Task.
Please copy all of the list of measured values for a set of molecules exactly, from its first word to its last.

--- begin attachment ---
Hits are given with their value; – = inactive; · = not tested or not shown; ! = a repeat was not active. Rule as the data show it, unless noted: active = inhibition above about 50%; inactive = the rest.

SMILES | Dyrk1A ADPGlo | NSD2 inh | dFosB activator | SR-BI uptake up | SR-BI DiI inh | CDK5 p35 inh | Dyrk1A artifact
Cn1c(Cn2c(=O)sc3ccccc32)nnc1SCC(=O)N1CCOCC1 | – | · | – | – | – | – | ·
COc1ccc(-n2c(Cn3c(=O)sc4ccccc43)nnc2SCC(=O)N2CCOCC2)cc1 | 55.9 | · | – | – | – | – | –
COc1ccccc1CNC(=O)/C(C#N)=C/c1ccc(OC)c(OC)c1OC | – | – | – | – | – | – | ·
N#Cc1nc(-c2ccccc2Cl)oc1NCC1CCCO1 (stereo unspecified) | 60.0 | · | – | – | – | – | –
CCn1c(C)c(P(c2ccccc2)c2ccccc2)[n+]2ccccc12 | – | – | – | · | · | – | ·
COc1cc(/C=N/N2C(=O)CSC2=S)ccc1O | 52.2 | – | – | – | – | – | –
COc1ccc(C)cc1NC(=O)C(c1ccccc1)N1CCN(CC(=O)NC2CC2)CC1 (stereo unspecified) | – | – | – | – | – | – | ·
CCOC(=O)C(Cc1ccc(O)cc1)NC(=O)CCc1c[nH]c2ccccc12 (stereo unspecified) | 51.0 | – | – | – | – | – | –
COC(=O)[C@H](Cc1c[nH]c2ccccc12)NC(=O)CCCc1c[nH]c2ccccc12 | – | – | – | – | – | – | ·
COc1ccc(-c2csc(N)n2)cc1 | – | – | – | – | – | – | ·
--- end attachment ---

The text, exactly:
Hits are given with their value; – = inactive; · = not tested or not shown; ! = a repeat was not active. Rule as the data show it, unless noted: active = inhibition above about 50%; inactive = the rest.

SMILES | Dyrk1A ADPGlo | NSD2 inh | dFosB activator | SR-BI uptake up | SR-BI DiI inh | CDK5 p35 inh | Dyrk1A artifact
Cn1c(Cn2c(=O)sc3ccccc32)nnc1SCC(=O)N1CCOCC1 | – | · | – | – | – | – | ·
COc1ccc(-n2c(Cn3c(=O)sc4ccccc43)nnc2SCC(=O)N2CCOCC2)cc1 | 55.9 | · | – | – | – | – | –
COc1ccccc1CNC(=O)/C(C#N)=C/c1ccc(OC)c(OC)c1OC | – | – | – | – | – | – | ·
N#Cc1nc(-c2ccccc2Cl)oc1NCC1CCCO1 (stereo unspecified) | 60.0 | · | – | – | – | – | –
CCn1c(C)c(P(c2ccccc2)c2ccccc2)[n+]2ccccc12 | – | – | – | · | · | – | ·
COc1cc(/C=N/N2C(=O)CSC2=S)ccc1O | 52.2 | – | – | – | – | – | –
COc1ccc(C)cc1NC(=O)C(c1ccccc1)N1CCN(CC(=O)NC2CC2)CC1 (stereo unspecified) | – | – | – | – | – | – | ·
CCOC(=O)C(Cc1ccc(O)cc1)NC(=O)CCc1c[nH]c2ccccc12 (stereo unspecified) | 51.0 | – | – | – | – | – | –
COC(=O)[C@H](Cc1c[nH]c2ccccc12)NC(=O)CCCc1c[nH]c2ccccc12 | – | – | – | – | – | – | ·
COc1ccc(-c2csc(N)n2)cc1 | – | – | – | – | – | – | ·